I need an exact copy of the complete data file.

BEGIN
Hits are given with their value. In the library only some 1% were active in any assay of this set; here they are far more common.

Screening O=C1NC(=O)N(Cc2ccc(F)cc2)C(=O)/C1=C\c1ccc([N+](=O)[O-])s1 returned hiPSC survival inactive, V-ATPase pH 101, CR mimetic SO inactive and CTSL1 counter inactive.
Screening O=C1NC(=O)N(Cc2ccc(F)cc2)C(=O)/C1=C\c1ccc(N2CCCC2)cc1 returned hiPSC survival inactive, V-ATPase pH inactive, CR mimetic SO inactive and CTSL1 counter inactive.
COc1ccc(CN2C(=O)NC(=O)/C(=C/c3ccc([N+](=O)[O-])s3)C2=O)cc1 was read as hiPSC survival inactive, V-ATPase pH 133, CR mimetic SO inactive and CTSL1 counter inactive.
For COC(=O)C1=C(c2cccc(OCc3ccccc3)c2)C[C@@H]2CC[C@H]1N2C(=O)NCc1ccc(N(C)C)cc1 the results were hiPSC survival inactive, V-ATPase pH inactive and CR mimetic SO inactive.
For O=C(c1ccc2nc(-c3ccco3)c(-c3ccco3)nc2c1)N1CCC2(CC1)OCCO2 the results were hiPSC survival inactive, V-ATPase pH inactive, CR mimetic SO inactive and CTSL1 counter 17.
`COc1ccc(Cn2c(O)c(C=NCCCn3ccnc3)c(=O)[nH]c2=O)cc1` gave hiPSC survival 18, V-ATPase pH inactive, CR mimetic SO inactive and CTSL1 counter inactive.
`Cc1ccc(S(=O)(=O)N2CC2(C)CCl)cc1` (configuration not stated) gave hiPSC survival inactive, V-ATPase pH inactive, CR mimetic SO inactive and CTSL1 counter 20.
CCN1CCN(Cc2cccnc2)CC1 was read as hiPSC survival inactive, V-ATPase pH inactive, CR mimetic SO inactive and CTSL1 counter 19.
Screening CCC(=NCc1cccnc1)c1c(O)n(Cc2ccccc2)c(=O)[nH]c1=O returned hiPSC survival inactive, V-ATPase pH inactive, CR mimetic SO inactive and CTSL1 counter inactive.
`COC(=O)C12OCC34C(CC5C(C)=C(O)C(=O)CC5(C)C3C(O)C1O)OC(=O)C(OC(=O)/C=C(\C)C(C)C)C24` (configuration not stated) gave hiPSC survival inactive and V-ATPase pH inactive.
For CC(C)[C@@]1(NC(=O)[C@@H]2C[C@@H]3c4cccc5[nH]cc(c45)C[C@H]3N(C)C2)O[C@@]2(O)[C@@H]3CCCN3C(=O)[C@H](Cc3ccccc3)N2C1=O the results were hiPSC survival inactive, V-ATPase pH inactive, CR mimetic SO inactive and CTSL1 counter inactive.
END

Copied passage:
Hits are given with their value. In the library only some 1% were active in any assay of this set; here they are far more common.

Screening O=C1NC(=O)N(Cc2ccc(F)cc2)C(=O)/C1=C\c1ccc([N+](=O)[O-])s1 returned hiPSC survival inactive, V-ATPase pH 101, CR mimetic SO inactive and CTSL1 counter inactive.
Screening O=C1NC(=O)N(Cc2ccc(F)cc2)C(=O)/C1=C\c1ccc(N2CCCC2)cc1 returned hiPSC survival inactive, V-ATPase pH inactive, CR mimetic SO inactive and CTSL1 counter inactive.
COc1ccc(CN2C(=O)NC(=O)/C(=C/c3ccc([N+](=O)[O-])s3)C2=O)cc1 was read as hiPSC survival inactive, V-ATPase pH 133, CR mimetic SO inactive and CTSL1 counter inactive.
For COC(=O)C1=C(c2cccc(OCc3ccccc3)c2)C[C@@H]2CC[C@H]1N2C(=O)NCc1ccc(N(C)C)cc1 the results were hiPSC survival inactive, V-ATPase pH inactive and CR mimetic SO inactive.
For O=C(c1ccc2nc(-c3ccco3)c(-c3ccco3)nc2c1)N1CCC2(CC1)OCCO2 the results were hiPSC survival inactive, V-ATPase pH inactive, CR mimetic SO inactive and CTSL1 counter 17.
`COc1ccc(Cn2c(O)c(C=NCCCn3ccnc3)c(=O)[nH]c2=O)cc1` gave hiPSC survival 18, V-ATPase pH inactive, CR mimetic SO inactive and CTSL1 counter inactive.
`Cc1ccc(S(=O)(=O)N2CC2(C)CCl)cc1` (configuration not stated) gave hiPSC survival inactive, V-ATPase pH inactive, CR mimetic SO inactive and CTSL1 counter 20.
CCN1CCN(Cc2cccnc2)CC1 was read as hiPSC survival inactive, V-ATPase pH inactive, CR mimetic SO inactive and CTSL1 counter 19.
Screening CCC(=NCc1cccnc1)c1c(O)n(Cc2ccccc2)c(=O)[nH]c1=O returned hiPSC survival inactive, V-ATPase pH inactive, CR mimetic SO inactive and CTSL1 counter inactive.
`COC(=O)C12OCC34C(CC5C(C)=C(O)C(=O)CC5(C)C3C(O)C1O)OC(=O)C(OC(=O)/C=C(\C)C(C)C)C24` (configuration not stated) gave hiPSC survival inactive and V-ATPase pH inactive.
For CC(C)[C@@]1(NC(=O)[C@@H]2C[C@@H]3c4cccc5[nH]cc(c45)C[C@H]3N(C)C2)O[C@@]2(O)[C@@H]3CCCN3C(=O)[C@H](Cc3ccccc3)N2C1=O the results were hiPSC survival inactive, V-ATPase pH inactive, CR mimetic SO inactive and CTSL1 counter inactive.